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US Science Committee Changes Predicted

With the recent midterm elections, Wired writes that changes will be coming to the US House of Representatives science committee, making it "pro-science."

Rep. Lamar Smith (R-Texas), the current committee chair, is retiring. He was first elected to Congress in 1986 and became chair of the Science, Space, and Technology Committee, which oversees science agencies like the National Science Foundation, among other roles, in 2012. During his tenure leading the committee, Science reported earlier this year that some lobbyists have said it became a "cesspool of bitter partisanship." Smith, for instance, has criticized the peer-review process at NSF, repeatedly worked to change how the agency funds projects, and sought to limit those projects to ones "in the national interest." He also criticized some projects as wasteful.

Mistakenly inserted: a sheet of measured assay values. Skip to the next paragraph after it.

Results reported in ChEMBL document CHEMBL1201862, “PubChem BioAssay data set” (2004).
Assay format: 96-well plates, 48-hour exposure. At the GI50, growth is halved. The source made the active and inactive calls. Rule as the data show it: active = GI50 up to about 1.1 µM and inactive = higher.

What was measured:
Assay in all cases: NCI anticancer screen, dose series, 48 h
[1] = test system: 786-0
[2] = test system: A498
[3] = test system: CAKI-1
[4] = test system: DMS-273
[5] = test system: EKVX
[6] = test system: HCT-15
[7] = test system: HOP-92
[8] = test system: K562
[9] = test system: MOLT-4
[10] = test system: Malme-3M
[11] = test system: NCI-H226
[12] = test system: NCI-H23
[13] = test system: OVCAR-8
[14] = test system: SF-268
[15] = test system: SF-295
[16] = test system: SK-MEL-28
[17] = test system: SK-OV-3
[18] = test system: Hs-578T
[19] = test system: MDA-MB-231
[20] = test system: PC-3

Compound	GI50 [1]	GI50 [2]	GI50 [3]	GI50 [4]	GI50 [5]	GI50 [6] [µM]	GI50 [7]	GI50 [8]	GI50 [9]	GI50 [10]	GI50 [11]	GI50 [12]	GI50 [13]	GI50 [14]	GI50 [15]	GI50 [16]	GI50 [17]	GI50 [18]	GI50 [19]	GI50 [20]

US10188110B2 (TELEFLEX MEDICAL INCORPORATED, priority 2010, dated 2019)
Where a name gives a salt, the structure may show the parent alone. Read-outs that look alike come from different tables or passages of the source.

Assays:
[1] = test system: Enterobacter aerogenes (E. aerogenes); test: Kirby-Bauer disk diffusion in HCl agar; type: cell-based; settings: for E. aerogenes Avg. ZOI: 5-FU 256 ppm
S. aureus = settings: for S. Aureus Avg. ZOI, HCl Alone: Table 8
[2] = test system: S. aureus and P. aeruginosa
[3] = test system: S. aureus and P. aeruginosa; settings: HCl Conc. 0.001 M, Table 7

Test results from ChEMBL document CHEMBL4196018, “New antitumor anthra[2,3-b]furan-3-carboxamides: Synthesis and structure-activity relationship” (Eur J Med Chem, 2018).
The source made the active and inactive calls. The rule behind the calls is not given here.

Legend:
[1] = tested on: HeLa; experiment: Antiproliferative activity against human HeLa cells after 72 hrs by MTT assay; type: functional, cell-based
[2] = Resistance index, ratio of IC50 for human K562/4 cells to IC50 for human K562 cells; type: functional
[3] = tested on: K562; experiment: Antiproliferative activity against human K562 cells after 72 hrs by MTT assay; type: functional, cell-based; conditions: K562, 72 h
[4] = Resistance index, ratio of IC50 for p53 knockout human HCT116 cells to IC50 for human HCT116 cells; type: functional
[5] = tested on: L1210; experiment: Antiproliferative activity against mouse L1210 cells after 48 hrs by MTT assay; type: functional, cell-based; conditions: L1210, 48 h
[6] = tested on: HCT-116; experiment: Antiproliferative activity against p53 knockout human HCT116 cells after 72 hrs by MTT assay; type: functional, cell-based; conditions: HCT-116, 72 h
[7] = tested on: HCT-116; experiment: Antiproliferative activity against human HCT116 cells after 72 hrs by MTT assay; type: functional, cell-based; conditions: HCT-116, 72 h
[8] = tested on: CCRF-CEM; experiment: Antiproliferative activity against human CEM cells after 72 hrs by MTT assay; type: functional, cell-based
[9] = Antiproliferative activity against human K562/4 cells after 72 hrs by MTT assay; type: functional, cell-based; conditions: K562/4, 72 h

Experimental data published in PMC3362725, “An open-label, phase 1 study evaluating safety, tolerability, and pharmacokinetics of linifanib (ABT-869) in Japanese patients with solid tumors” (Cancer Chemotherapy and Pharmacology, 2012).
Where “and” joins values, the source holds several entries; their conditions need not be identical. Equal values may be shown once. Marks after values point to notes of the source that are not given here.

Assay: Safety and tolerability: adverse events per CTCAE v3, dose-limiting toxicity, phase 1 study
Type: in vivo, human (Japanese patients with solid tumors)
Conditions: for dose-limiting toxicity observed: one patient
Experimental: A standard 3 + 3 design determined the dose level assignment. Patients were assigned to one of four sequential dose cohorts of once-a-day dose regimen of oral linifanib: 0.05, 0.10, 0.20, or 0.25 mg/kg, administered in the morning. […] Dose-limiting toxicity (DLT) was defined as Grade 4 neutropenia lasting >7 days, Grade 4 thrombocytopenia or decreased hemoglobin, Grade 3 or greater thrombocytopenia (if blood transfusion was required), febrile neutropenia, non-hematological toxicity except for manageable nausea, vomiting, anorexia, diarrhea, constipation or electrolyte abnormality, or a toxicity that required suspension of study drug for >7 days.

Wired adds that with Smith's departure and now as Democrats are to hold a majority in the House, there'll be a shakeup to the committee. Ranking member Eddie Bernice Johnson (D-Texas) says in a statement that she is seeking to be chair of the committee and, if selected, would "[r]estore the credibility of the Science Committee as a place where science is respected and recognized as a crucial input to good policymaking."

Johnson adds that she acknowledges and would address the issue of climate change, as well as seek to bolster science and related fields.